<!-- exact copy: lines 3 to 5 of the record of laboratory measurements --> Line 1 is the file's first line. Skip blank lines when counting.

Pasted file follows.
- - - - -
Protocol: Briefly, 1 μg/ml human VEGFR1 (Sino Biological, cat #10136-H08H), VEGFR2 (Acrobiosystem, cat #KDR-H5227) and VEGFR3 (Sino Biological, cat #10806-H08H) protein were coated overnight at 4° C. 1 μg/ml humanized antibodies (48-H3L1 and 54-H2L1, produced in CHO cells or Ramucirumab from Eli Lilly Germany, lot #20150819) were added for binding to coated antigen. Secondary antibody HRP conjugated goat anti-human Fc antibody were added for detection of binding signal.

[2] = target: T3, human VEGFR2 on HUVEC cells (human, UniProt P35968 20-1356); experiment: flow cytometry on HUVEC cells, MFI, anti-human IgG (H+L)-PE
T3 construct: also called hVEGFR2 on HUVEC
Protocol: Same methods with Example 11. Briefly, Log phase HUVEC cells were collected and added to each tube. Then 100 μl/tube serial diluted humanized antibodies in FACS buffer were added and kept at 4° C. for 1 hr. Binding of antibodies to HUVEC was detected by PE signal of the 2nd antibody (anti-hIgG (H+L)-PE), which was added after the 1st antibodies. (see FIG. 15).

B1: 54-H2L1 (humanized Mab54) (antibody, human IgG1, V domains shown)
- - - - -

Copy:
T3 construct: also called hVEGFR2 on HUVEC
Protocol: Same methods with Example 11. Briefly, Log phase HUVEC cells were collected and added to each tube. Then 100 μl/tube serial diluted humanized antibodies in FACS buffer were added and kept at 4° C. for 1 hr. Binding of antibodies to HUVEC was detected by PE signal of the 2nd antibody (anti-hIgG (H+L)-PE), which was added after the 1st antibodies. (see FIG. 15).

B1: 54-H2L1 (humanized Mab54) (antibody, human IgG1, V domains shown)